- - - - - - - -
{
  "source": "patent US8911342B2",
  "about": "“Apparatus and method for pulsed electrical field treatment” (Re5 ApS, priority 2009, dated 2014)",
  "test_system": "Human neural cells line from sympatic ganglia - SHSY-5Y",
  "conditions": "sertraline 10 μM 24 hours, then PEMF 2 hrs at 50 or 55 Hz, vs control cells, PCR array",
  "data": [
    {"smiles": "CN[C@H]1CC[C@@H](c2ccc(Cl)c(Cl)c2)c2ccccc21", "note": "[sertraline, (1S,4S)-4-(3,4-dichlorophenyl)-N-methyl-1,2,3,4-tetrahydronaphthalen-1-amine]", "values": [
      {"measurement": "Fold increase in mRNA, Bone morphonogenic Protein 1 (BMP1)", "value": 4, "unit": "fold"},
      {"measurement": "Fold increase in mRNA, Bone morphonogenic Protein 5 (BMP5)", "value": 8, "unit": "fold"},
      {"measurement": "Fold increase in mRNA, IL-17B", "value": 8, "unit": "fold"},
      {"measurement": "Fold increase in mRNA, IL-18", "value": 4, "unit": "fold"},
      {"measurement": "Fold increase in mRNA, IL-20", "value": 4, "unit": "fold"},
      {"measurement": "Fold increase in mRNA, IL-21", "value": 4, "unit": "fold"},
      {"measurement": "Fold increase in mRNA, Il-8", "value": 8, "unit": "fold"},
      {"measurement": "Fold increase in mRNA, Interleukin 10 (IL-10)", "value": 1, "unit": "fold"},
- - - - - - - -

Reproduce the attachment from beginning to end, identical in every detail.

{
  "source": "patent US8911342B2",
  "about": "“Apparatus and method for pulsed electrical field treatment” (Re5 ApS, priority 2009, dated 2014)",
  "test_system": "Human neural cells line from sympatic ganglia - SHSY-5Y",
  "conditions": "sertraline 10 μM 24 hours, then PEMF 2 hrs at 50 or 55 Hz, vs control cells, PCR array",
  "data": [
    {"smiles": "CN[C@H]1CC[C@@H](c2ccc(Cl)c(Cl)c2)c2ccccc21", "note": "[sertraline, (1S,4S)-4-(3,4-dichlorophenyl)-N-methyl-1,2,3,4-tetrahydronaphthalen-1-amine]", "values": [
      {"measurement": "Fold increase in mRNA, Bone morphonogenic Protein 1 (BMP1)", "value": 4, "unit": "fold"},
      {"measurement": "Fold increase in mRNA, Bone morphonogenic Protein 5 (BMP5)", "value": 8, "unit": "fold"},
      {"measurement": "Fold increase in mRNA, IL-17B", "value": 8, "unit": "fold"},
      {"measurement": "Fold increase in mRNA, IL-18", "value": 4, "unit": "fold"},
      {"measurement": "Fold increase in mRNA, IL-20", "value": 4, "unit": "fold"},
      {"measurement": "Fold increase in mRNA, IL-21", "value": 4, "unit": "fold"},
      {"measurement": "Fold increase in mRNA, Il-8", "value": 8, "unit": "fold"},
      {"measurement": "Fold increase in mRNA, Interleukin 10 (IL-10)", "value": 1, "unit": "fold"},